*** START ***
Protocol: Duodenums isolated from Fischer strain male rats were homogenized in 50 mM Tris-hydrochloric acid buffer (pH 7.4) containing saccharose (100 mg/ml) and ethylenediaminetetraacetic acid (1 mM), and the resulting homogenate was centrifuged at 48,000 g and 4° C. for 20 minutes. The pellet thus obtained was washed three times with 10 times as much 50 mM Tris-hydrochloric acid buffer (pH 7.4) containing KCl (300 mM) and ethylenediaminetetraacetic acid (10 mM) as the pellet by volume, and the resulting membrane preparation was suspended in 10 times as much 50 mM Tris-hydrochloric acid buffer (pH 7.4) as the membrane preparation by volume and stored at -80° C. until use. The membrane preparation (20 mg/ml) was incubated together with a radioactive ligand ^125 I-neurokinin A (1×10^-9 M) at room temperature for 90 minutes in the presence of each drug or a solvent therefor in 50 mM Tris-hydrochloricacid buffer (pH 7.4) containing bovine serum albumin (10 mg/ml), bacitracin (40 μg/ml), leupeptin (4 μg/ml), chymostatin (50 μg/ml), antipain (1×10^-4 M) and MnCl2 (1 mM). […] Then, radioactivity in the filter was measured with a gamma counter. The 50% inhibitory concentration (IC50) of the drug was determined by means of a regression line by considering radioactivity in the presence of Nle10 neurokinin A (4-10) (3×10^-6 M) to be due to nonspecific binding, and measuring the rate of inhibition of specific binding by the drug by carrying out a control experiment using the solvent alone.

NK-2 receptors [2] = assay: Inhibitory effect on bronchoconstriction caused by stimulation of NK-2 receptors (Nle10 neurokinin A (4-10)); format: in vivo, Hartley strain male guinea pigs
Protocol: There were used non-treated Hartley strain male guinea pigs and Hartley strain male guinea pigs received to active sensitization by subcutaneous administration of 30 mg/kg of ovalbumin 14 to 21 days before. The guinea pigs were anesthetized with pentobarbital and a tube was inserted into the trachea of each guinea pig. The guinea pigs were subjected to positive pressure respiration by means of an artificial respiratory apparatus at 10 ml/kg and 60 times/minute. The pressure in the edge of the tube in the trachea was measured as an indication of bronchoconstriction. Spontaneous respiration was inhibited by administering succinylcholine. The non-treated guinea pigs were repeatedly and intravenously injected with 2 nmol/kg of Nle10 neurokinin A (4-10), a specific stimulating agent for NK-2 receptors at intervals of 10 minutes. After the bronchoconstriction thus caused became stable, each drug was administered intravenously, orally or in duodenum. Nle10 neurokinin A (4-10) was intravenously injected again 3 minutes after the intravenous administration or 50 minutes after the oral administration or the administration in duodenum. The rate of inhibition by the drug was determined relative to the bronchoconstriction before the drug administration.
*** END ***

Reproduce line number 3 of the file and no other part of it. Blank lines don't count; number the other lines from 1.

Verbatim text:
Protocol: There were used non-treated Hartley strain male guinea pigs and Hartley strain male guinea pigs received to active sensitization by subcutaneous administration of 30 mg/kg of ovalbumin 14 to 21 days before. The guinea pigs were anesthetized with pentobarbital and a tube was inserted into the trachea of each guinea pig. The guinea pigs were subjected to positive pressure respiration by means of an artificial respiratory apparatus at 10 ml/kg and 60 times/minute. The pressure in the edge of the tube in the trachea was measured as an indication of bronchoconstriction. Spontaneous respiration was inhibited by administering succinylcholine. The non-treated guinea pigs were repeatedly and intravenously injected with 2 nmol/kg of Nle10 neurokinin A (4-10), a specific stimulating agent for NK-2 receptors at intervals of 10 minutes. After the bronchoconstriction thus caused became stable, each drug was administered intravenously, orally or in duodenum. Nle10 neurokinin A (4-10) was intravenously injected again 3 minutes after the intravenous administration or 50 minutes after the oral administration or the administration in duodenum. The rate of inhibition by the drug was determined relative to the bronchoconstriction before the drug administration.